Okay, first off, if you don't like okra, we might not be able to be friends. Or rather, we might not be able to be dinner companions, because if there is one vegetable I cannot resist, those little green fingers are it. And if you refuse to like okra, that would cause me to question your taste more generally, and then perhaps your value as a person. Which in turn will make me feel judgmental. So lets skip all of that nonsense and just agree that okra is where it's at.
The other night, R brought a 2 pound bag of okra home, because he knows I can't resist the stuff, then asked that I make an Indian recipe with it. This okra curry is what I made. It comes from a no-nonsense book, The Classic 1000 Indian Recipes, absent commentary, absent pictures, absent description, this book really is just a collection of 1000 Indian recipes. But this curry was delicious. The sauce is essentially a paste of onions, garlic, seasonings and yoghurt, all enveloping the okra. While the traditional way might be to grind the onions and garlic to a paste by hand, a food processor is a good, updated choice.
Slightly adopted from Wendy Hobson's The Classic 1000 Indian Recipes
1 pound okra
1/2 cup ghee (clarified butter)
4 onions, cut into large chuncks
6 cloves garlic
salt, to taste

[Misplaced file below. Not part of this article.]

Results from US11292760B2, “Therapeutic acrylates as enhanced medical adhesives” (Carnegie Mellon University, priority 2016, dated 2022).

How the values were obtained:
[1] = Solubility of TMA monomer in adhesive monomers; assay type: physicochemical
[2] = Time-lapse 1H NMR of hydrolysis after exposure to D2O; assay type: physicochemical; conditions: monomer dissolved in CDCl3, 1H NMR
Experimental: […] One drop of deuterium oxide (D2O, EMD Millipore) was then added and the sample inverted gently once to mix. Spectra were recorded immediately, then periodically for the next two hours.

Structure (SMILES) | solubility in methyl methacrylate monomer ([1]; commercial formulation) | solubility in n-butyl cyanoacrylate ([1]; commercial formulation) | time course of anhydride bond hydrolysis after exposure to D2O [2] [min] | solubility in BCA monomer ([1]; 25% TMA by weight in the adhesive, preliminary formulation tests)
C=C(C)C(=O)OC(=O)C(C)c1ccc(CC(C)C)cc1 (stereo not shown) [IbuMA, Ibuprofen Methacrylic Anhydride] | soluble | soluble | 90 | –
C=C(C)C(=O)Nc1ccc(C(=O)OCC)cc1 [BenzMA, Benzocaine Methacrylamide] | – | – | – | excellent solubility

1/2 teaspoon ground turmeric
1 teaspoon garam masala
1 teaspoon chili powder
2/3 cup plain yoghurt
3 3/4 cup water
1 teaspoon chopped fresh cilantro
Trim the okra of the skinny end, but you can leave the fat end intact. Heat about half of the butter in a large saucepan and sauté the okra until golden. Remove from the pan and let drain on paper towels. Grind the onions and garlic to a paste in a food processor. Add the rest of the butter to the pan and then add the onion paste. Cook for about one minute, then add the salt, turmeric, garam masala and chili powder. You may need to add a little of the water from time to time to keep it from drying out.
Stir in the yogurt, then add the water and simmer for 30 minutes, uncovered. Stir occasionally. Add the okra and simmer for an additional 15 minutes. If you pan isn't large enough, you can add the water in batches, taking care to keep the mixture wet enough so that it won't burn.
Serve over rice and with a sprinkling of cilantro on top.